Well, it may seem weird, but the answer is that if I were that product manager, I would want to know this kind of information. I would want to know if even a single customer was disappointed by my decision-making. I might not do anything differently, but then again, I might.

And it occurred to me that if I ran a company that was doing something (intentionally, incidentally or accidentally) that pissed off any of its customers -- even if it's only the minority who hate coconut (who will, according to research, tell an average of seven other people about their negative experience) -- I would want to know. I would want someone to tell me. I might not do anything differently, but not knowing would be worse.

In Closing

Let's close with a little kum ba yah moment, courtesy this weekend's opponents:

Ah, I feel better now.

This page was last modified on July 16, 2010.

"You talk about the magic, the aura, but what really makes a stadium is the fans. Concrete doesn't talk back to you. Chairs don't talk back to you. It's the people who are there, day in, day out, that makes the place magic."

– Bernie Williams

Explore the Site

Here are 50 images chosen randomly from the 3046 found on this site. Click the image to be taken to the original post. A new list is created every 10 minutes.

This looks south and shows how the Northstar tracks are sheltered by the promenade above. This is the side which faces the HERC plant.

Bag checking at Ball Park Lanes was incredibly simple, as was the pick up later. The line was short and fast-moving.

The Ron Coomer corner features a bar.

Perched welder on the top of the canopy.

The art panels on the Fifth Street facade as viewed from the top of the Minnekahda building.

Click to enlarge.

Giant screened images! (573 Club, my back to Seventh Ave windows)

The louvres on Fifth have been completely filled in

These openings will facilitate access to the catwalks which run throughout the canopy.

Discovered on the upper concourse!

This little item stands just to the south of the site, where the volleyball courts used to be. It has to be related to exterior finishing elements, which means this is the first glimpse of the actual stone to be used. Very buttery.

This is the last hope for so-called knot-hole views. I'm skeptical.

This is the LRT path looking from the ballpark site (behind me) toward downtown. The line currently ends about two blocks up this street. This bridge over I-394 is also being partially rebuilt as part of the ballpark project.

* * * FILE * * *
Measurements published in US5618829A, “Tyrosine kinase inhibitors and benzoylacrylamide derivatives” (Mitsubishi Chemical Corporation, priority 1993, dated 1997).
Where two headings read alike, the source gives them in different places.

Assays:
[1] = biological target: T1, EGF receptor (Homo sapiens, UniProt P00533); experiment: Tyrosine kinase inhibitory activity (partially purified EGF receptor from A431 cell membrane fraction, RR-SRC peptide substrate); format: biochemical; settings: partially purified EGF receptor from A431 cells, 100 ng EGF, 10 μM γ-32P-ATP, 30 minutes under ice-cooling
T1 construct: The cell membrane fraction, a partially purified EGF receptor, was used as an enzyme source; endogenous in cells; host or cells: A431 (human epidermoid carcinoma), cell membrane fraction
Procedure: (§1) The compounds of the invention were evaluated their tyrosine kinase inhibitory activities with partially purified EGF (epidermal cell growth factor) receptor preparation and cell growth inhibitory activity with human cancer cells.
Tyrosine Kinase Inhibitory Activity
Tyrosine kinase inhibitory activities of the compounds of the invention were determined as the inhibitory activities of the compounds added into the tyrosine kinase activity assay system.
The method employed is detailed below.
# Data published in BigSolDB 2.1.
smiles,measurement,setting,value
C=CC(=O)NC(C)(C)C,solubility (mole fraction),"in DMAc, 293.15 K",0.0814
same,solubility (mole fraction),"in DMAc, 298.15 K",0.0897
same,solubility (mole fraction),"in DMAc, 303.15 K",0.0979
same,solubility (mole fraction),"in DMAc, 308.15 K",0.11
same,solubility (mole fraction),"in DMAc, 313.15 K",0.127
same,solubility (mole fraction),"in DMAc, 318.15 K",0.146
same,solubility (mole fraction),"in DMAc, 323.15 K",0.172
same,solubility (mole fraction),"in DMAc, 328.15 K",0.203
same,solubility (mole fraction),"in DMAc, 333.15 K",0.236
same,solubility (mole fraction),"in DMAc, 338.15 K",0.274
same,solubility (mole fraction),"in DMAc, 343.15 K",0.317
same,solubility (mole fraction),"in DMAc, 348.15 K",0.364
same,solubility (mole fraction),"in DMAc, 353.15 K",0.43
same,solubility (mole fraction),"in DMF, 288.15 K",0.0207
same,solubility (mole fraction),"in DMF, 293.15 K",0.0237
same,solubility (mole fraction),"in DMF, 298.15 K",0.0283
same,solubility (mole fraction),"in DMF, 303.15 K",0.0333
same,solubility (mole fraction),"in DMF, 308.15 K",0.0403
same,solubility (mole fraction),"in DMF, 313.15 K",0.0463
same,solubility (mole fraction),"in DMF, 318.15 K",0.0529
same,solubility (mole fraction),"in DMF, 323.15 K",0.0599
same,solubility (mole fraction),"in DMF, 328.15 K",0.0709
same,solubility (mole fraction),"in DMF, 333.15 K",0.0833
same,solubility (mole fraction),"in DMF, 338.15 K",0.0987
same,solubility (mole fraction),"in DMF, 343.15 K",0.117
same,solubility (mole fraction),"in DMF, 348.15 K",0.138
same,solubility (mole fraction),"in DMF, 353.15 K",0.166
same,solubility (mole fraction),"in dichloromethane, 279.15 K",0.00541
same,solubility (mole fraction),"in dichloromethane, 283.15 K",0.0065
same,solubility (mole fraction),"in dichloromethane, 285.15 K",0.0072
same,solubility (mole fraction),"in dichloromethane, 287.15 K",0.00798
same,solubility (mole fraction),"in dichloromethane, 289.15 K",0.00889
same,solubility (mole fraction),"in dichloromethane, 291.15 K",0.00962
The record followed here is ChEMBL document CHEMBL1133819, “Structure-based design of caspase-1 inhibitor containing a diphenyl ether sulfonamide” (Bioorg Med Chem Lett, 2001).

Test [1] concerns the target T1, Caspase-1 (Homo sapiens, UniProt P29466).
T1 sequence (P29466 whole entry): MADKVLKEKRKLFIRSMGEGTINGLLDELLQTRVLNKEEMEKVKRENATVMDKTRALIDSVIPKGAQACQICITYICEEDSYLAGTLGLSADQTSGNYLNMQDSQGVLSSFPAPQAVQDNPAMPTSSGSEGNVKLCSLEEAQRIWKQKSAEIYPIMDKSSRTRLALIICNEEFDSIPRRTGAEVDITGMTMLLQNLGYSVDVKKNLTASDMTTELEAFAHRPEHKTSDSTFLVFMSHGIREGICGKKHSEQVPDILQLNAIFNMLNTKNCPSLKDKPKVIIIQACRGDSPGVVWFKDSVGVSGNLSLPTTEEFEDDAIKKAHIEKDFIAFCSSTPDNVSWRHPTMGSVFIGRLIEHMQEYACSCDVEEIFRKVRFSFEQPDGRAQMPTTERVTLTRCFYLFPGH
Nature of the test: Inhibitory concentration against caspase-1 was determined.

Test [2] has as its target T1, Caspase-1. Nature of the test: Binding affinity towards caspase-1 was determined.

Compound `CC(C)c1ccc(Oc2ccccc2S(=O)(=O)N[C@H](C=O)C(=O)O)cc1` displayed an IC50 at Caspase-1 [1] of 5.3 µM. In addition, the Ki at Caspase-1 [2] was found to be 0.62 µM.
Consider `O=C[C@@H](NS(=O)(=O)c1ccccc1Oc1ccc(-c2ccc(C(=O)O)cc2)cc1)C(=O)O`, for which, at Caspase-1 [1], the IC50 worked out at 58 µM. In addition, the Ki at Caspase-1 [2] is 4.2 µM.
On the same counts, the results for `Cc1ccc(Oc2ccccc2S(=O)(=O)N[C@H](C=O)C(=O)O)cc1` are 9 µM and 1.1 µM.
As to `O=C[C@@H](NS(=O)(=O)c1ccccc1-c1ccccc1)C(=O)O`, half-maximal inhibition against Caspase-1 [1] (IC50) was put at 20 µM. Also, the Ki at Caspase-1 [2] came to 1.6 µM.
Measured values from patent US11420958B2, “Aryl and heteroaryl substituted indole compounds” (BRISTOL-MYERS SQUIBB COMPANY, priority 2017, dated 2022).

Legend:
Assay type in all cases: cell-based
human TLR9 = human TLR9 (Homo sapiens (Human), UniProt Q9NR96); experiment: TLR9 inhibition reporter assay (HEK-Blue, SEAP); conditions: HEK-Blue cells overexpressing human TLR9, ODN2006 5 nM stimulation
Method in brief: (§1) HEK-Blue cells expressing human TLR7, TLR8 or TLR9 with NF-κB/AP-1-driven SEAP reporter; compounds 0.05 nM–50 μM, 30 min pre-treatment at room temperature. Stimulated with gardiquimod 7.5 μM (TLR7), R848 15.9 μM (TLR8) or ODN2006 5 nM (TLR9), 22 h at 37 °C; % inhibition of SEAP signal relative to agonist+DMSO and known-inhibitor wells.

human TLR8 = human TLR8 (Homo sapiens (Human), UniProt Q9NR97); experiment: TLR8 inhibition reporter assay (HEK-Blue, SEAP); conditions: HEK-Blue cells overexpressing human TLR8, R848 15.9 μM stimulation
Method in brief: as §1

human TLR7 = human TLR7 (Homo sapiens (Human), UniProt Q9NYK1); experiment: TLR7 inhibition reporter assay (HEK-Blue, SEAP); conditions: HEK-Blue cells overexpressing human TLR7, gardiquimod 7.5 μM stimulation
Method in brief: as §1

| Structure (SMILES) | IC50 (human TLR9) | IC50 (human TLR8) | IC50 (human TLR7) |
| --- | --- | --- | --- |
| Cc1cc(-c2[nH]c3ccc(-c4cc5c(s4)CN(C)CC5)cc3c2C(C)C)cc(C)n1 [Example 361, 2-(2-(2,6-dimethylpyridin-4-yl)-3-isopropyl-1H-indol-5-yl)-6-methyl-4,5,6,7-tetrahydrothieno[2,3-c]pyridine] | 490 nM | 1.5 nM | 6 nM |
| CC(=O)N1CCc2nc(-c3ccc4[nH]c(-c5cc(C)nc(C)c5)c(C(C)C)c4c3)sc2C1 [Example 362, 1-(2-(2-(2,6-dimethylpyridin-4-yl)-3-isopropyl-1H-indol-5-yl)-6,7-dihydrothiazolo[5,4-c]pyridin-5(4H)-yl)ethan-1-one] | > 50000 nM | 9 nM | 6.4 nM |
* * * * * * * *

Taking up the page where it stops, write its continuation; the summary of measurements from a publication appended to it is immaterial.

Gate 3 ticket window

The Hrbek gate is directly below. It's a lively place after a game.

A few details worth noticing (Kauffmann Stadium, New Comiskey, Comerica Park, Source: LP)

Look closely at the overhang. You'll see the on the right it is flush with the fence, and then it sticks out farther and farther as you move toward center. More fun for Michael Cuddyer.

The entrances are all the way around on the other side.

(Click to enlarge)

This is the trapezoid (for lack of a better name) in right center. Be sure to notice section of seats just below the pavilion and above the fence (which I hadn't noticed before). For those who are interested, what looks like an old-style scoreboard is in fact a high-def video board which will look, at times, like an old-fashioned scoreboard.

The storage tunnel is barely visible at left behind that guy.

The rules were clearly posted next to this new entry point on the Seventh Street side. I have no problem with the rules!

Ballark Authority members listen to the LEED introduction

Press box, hallway to the print room

A desolate Marquette Ave

Here's the view of the entrance ramp to 394. Looks like they are painting...

Viewed from the A ramp.

This is during halftime.

A distinct misstep, ostensibly to guard against missteps. But methinks I smell a lawyer...

Looking from the middle of the third base side back toward the entry door

Hey! An unnumbered gate!

Left to right: Opat, Oliva, Dave St. Peter, Melvin Tennant (Meet Minneapolis), Jerry Bell, Rybak


BPM - Ballpark Magic

BRT - Bus Rapid Transit

DSP - Dave St. Peter

FSE - Full Season Equivalent

FYS - Fake Yankee Stadium (see also: NYS)

HERC - Hennepin Energy Resource Company (aka the Garbage Burner)

HPB - Home Plate Box

HRP - Home Run Porch

LC - Legends Club

LRT - Light Rail Transit

MBA - Minnesota Ballpark Authority (will own Target Field)

MOA - Mall of America

MSFC - Minnesota Sports Facilities Commission (owns the Metrodome)

NYS - New Yankee Stadium

SRO - Standing Room Only

STH - Season Ticket Holder

TCFBS - TCF Bank Stadium

TF - Target Field

Selected Bibliography - Analysis


First Edition (1992)

Second Edition (2006)


Selected Bibliography - Surveys


Second Edition (1987)

Not a "Third Edition" exactly,
but it replaced the above title

(2000, large coffee table)

Original edition (2000, round)

Revised edition (2006, round)

(2001, medium coffee table)

(2002, small coffee table)

(2003, medium coffee table)

(2004, very large coffee table)

(2006, very large coffee table)

Combines the previous two titles
(2007, medium coffee table)

Selected Bibliography - Nostalgia


Book and six ballpark miniatures

Complete Bibliography